Found Fantastic Buddhist Quote, Looking For Its Origin
August 21, 2009 8:15 AM   Subscribe

What is the origin of this quote - "We're as dead now as we'll ever be."?

I'm taking this Religion course called the Psychology of Religion and recently we've been discussing religious consciousness in Tibetan Buddhism. My professor tangentially referenced this quote - "We're as dead now as we'll ever be." The idea being that everyone is in a constant and eternal cycle of death and rebirth (samsara) and the only way to escape the cycle is through enlightenment in order to reach nirvana. I love the quote but when I asked my professor about it he only remember its source as "a Buddhist monk." The language is pretty colloquial so I'm assuming the monk is fairly modern. My professor is such a nut ball and space cadet so now I'm turning to MeFi. Anyone got any ideas either where this quote came from or even how I would go about finding its origin?
posted by jay.eye.elle.elle. to Religion & Philosophy (5 answers total) 3 users marked this as a favorite
According to some guy on the internet, one person who said it was the alternate personality of Jane Roberts, a.k.a. 'Seth'.
posted by Hardcore Poser at 8:25 AM on August 21, 2009

I just checked some more and found a 1948 article where someone used a variation on the phrase. Jane Roberts was born in 1929; that would make her 19 when this phrase was used. So it's quite likely to have been in use for some time by then. This may be one of those phrases that was independently 'discovered' by many.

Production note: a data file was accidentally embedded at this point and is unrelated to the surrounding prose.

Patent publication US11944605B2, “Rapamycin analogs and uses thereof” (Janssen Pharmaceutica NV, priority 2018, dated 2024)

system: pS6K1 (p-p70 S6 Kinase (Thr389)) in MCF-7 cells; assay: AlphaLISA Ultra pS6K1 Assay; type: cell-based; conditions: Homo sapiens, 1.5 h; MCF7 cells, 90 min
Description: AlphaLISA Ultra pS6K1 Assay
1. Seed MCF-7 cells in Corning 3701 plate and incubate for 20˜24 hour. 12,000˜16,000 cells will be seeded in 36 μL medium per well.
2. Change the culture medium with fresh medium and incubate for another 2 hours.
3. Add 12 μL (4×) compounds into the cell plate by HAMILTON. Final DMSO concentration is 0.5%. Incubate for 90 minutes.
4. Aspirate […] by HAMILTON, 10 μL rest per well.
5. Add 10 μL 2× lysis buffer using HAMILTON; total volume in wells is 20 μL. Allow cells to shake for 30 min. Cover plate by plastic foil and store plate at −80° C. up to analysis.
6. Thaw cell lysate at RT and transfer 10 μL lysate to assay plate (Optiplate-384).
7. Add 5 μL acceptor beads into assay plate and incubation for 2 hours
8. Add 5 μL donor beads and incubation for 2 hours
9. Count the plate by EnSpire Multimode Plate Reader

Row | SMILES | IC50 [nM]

posted by Hardcore Poser at 8:37 AM on August 21, 2009

..and the link to the 1948 article joins us now via router.
posted by Hardcore Poser at 8:38 AM on August 21, 2009

The 1948 article is referencing an animal about to be killed and is only tangentially related to Buddhism in that vegetarianism is common amongst buddhists. If you don't get an answer here, I'd try asking at e-sangha - someone there is almost certain to know.

My random guess is Brad Warner - you could ask him.
posted by desjardins at 9:00 AM on August 21, 2009

In Buddhist terms, the statement is not really unique - I have heard Buddhist monks / teachers say very similar things, and I would imagine at one point or other many important teachers have said something very much like this in the context of learning to deal with the fear of death.
posted by aught at 9:09 AM on August 21, 2009

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